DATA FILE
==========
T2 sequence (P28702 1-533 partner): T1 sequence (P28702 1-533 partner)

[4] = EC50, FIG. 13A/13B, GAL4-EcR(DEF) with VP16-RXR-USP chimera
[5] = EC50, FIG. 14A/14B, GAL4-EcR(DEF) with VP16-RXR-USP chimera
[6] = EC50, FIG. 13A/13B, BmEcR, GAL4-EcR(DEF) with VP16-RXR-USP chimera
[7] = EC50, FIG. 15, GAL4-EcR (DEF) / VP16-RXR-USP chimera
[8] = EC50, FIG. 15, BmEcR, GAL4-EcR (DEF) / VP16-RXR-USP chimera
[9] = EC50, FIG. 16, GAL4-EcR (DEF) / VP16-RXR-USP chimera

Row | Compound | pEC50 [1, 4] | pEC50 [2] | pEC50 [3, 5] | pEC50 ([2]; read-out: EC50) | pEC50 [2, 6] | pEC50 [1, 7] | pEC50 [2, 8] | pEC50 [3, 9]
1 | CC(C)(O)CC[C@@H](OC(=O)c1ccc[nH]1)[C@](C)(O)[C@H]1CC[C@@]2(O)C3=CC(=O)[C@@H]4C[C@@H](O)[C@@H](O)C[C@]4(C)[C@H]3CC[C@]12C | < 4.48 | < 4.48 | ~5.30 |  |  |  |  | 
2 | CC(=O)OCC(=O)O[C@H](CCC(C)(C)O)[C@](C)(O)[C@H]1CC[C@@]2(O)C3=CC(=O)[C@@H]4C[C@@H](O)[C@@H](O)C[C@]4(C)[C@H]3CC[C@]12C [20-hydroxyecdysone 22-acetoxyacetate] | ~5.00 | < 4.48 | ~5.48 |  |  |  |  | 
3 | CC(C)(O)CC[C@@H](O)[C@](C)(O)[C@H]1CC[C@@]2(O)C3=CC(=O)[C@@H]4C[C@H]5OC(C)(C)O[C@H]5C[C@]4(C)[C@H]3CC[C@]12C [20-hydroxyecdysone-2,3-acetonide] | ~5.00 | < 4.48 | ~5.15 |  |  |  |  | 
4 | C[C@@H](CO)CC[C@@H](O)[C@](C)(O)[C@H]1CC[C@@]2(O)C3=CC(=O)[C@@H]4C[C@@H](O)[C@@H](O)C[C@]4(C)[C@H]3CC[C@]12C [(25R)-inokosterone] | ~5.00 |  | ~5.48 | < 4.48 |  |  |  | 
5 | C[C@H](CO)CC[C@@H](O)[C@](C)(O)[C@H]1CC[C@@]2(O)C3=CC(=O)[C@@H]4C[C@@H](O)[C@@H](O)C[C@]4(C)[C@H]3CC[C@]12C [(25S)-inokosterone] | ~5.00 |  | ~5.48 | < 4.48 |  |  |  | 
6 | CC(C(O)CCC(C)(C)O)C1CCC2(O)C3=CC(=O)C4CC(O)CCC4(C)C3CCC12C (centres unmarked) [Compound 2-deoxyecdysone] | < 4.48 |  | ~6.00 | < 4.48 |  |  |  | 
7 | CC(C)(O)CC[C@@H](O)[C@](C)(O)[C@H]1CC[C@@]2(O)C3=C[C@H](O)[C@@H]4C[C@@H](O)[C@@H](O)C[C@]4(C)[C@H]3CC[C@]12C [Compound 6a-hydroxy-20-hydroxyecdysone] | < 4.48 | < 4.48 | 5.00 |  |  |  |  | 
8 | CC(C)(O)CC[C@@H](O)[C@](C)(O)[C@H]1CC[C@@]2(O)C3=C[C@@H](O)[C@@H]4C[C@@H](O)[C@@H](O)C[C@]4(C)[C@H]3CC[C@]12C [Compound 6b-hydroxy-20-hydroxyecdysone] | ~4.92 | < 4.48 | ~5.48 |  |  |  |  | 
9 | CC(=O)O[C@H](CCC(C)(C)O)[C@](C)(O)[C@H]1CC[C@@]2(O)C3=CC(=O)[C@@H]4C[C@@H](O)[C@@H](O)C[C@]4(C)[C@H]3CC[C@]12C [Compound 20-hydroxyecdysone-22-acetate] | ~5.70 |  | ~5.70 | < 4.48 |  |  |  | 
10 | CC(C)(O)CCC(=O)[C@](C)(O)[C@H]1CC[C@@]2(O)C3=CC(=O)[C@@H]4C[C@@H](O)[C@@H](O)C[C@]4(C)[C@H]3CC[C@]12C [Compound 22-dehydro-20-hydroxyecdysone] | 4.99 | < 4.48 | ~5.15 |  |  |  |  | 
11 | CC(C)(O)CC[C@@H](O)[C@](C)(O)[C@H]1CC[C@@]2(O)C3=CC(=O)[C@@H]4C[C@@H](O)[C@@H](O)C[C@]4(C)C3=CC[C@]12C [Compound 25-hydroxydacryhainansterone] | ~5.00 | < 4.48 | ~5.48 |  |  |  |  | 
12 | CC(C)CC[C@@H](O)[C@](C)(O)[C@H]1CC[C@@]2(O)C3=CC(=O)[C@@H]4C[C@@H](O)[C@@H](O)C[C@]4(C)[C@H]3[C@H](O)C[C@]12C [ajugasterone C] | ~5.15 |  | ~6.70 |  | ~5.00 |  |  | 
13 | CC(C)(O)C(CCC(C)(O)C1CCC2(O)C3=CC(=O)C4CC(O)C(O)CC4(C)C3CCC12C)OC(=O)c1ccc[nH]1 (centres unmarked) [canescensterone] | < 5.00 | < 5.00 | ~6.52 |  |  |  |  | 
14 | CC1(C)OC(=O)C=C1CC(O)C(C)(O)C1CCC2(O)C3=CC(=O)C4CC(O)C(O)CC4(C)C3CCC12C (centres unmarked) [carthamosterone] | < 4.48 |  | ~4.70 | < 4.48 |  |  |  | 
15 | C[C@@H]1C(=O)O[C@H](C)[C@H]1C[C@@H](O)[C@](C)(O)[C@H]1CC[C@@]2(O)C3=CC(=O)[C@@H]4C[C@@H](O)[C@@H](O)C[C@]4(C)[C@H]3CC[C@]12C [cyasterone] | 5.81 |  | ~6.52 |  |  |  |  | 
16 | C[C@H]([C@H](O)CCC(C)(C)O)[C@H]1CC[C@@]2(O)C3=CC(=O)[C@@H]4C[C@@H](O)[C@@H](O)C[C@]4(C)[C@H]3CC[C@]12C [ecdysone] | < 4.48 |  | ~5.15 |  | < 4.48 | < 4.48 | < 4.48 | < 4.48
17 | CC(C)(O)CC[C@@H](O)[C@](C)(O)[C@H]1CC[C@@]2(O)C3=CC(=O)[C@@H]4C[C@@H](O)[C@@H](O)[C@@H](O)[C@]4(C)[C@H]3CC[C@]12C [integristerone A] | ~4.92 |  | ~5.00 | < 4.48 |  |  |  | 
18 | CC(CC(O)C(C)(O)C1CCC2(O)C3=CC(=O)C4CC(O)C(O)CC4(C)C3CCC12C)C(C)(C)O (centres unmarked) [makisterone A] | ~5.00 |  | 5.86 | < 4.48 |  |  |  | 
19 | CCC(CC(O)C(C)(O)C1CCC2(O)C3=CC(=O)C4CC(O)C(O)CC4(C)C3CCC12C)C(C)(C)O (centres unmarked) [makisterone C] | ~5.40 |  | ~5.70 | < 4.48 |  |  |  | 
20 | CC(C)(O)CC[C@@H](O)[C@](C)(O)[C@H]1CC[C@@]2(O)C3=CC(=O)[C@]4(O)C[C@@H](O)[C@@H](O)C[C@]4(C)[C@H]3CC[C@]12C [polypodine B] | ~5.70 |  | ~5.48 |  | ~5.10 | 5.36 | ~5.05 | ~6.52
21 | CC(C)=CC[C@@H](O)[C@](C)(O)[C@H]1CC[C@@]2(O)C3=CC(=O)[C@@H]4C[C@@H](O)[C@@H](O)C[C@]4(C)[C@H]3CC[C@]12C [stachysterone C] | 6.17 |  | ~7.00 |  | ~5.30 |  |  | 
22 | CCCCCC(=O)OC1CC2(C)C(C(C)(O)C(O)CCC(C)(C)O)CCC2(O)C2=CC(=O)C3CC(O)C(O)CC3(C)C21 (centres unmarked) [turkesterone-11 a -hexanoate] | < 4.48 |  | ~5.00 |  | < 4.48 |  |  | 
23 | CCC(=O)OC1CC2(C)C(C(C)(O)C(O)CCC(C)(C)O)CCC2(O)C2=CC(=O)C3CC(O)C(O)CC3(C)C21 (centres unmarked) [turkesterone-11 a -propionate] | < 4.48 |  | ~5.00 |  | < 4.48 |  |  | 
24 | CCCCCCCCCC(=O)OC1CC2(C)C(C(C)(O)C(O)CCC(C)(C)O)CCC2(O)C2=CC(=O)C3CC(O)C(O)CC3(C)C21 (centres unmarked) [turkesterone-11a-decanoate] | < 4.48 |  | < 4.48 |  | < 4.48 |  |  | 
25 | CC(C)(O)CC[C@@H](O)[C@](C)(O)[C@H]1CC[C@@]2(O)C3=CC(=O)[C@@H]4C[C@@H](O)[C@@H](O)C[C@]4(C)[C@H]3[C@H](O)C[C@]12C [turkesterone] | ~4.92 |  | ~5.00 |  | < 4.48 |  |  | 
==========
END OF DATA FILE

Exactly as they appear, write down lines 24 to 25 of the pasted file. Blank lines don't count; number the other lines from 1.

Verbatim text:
16 | C[C@H]([C@H](O)CCC(C)(C)O)[C@H]1CC[C@@]2(O)C3=CC(=O)[C@@H]4C[C@@H](O)[C@@H](O)C[C@]4(C)[C@H]3CC[C@]12C [ecdysone] | < 4.48 |  | ~5.15 |  | < 4.48 | < 4.48 | < 4.48 | < 4.48
17 | CC(C)(O)CC[C@@H](O)[C@](C)(O)[C@H]1CC[C@@]2(O)C3=CC(=O)[C@@H]4C[C@@H](O)[C@@H](O)[C@@H](O)[C@]4(C)[C@H]3CC[C@]12C [integristerone A] | ~4.92 |  | ~5.00 | < 4.48 |  |  |  | 